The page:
50-30-20 rule of money – Easy financial planning for beginners
If you are in your early 20s and have recently landed your first job, you might be looking for some help with your finances. A new job, financial independence, and disposable cash are all exciting. However, inculcating healthy financial habits is essential too, if you would like to enjoy a sizable amount of money in your future. Though you may feel you are too young to worry about savings, there is no such thing as ‘too early,’ when it comes to investing.
Savings don’t have to come with compromises. For example, you could follow a simple ‘50-30-20’ rule of money, which helps you save and also leaves you with sufficient money to spend.
It was popularised by the United States senator Elizabeth Warren’s budget 50-30-20 rule. The 50-30-20 budget divides your money into ‘Needs’, ‘Wants’, and ‘Savings’. The 50-30-20 rule is an easy financial routine to follow, and thus, is especially beneficial for the uninitiated.
Needs are the necessities of life. For example, you need water when you are thirsty. Similarly, when you are hungry, you need to eat food. In the 50-30-20 planning context, we give 50% of our income to these necessities.
According to the 50-30-20 budget, you should spend 50% of your post-tax income on necessary expenses like car or home loan EMIs, rent, groceries, electricity and water bills, etc. If this is your first job, then perhaps it would make sense to avoid buying a car or a home for a few years.
Please note that movies, Netflix subscriptions, etc., do not count in the “needs” category. Under this heading, you should focus upon the bare necessities such as bills, medicines, insurance, etc. You should ideally be spending only up to half of your post-tax income on these indispensable choices.
Wants only after needs
Some expenses make our lives richer and more enjoyable. For example, buying an OTT subscription is a “want”. Similarly, spending money on a bigger, more luxe car when you already have a humble wheel also qualifies as a “want”. Going on a vacation abroad is also a good example of a “want”.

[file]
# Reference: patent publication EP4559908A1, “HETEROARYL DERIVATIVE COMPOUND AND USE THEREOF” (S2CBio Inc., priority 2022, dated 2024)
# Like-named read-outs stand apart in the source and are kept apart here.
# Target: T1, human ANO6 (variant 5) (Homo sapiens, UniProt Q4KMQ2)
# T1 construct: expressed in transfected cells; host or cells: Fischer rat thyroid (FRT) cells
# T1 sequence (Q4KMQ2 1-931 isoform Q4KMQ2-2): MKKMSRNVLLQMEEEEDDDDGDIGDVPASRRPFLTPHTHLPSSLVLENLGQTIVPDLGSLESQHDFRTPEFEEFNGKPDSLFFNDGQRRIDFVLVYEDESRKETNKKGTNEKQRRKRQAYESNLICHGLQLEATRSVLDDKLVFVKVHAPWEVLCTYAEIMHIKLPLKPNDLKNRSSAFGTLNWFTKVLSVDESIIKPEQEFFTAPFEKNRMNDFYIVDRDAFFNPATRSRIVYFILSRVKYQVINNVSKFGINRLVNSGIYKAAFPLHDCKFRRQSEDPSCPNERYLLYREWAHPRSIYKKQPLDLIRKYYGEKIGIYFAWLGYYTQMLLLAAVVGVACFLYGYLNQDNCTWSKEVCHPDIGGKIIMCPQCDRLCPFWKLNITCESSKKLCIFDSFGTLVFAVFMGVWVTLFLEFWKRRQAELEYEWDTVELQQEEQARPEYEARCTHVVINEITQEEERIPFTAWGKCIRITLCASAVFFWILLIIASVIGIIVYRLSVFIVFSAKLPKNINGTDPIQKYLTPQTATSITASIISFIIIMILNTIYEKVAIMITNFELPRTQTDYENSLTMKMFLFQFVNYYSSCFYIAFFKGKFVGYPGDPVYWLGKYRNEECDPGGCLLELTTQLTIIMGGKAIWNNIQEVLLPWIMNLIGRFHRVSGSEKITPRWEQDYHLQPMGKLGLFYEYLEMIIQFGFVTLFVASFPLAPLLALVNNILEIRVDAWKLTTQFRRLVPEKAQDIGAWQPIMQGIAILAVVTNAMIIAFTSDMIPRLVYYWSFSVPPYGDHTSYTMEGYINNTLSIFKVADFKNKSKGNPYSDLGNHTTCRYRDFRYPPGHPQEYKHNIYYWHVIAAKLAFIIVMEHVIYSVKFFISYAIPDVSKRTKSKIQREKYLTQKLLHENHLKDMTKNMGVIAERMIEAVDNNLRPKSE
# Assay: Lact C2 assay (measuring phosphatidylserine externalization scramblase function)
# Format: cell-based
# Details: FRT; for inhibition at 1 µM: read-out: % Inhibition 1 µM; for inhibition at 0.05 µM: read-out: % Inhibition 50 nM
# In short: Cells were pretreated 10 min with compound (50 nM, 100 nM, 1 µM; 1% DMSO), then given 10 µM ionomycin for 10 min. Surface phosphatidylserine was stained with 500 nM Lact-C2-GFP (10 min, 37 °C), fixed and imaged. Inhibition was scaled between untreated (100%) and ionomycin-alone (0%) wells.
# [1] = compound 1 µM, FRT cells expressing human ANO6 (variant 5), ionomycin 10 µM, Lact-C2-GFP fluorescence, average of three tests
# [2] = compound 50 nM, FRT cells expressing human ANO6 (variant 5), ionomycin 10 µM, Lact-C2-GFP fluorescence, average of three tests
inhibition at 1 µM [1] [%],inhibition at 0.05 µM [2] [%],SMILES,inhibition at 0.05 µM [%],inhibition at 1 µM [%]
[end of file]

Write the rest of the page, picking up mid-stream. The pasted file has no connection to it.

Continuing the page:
Wants can be defined as ‘upgrades.’ Anything extra to your existing need is a “want”. If you already have an internet connection but want a super-fast data plan, it qualifies for a “want”.
Per the budgeting 50-30-20 rule, you should be at the max spending 30% of your post-tax income on the “want” expenses.
Thus, you should be spending at most 80% of your income on your necessities and wants.
Rest is for savings
You should put all the rest of your income- at least 20% – in savings for the long term. Some of the savings instruments worth considering are the National Pension System, mutual funds, investments in gold, etc.
Life is unpredictable, and thus, you should have adequate cash at your disposal to handle financial problems, at least. The definition of ‘adequate’ varies from one person to another.
Importance of savings
As per a 2021 research conducted by Deloitte, millennials are, on average, saving merely 11% of their incomes. This could lead to inadequate savings in their future, leading to a stress-loaded, financially unhappy life.
Saving money according to the 50-30-20 rule of money helps you in various ways. For example, you can use your savings to cope with a financial crisis & help create an emergency fund. If you are a part of a comparatively young workforce, you could also use the savings portion (at least 20% as per the 50-30-20 rule) to upgrade your skills and move ahead in the value curve. With these spare funds, you could also help your parents in various ways. However, this amount is best invested for the long-term.
There are several financial advisory platforms to help you with your financial planning. Speak with such experts today and manage your money better. If that is taking time, just start with the 50-30-20 rule!